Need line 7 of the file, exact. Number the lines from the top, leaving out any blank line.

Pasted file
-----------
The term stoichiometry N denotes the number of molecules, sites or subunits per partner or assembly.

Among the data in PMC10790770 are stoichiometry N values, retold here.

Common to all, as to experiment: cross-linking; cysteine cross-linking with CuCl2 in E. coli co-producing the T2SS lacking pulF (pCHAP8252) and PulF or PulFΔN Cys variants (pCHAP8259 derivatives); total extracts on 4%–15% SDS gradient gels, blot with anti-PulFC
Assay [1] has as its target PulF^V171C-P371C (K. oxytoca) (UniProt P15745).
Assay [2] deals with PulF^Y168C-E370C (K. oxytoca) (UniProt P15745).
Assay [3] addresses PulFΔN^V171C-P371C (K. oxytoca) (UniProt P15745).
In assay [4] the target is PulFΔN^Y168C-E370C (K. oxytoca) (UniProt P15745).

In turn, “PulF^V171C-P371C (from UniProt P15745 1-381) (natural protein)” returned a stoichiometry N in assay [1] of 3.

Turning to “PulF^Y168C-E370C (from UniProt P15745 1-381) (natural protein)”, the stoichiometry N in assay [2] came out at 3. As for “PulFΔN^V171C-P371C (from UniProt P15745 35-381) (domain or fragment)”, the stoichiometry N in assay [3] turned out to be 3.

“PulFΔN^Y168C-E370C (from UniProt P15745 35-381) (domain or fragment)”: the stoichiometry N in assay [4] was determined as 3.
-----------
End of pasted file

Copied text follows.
In assay [4] the target is PulFΔN^Y168C-E370C (K. oxytoca) (UniProt P15745).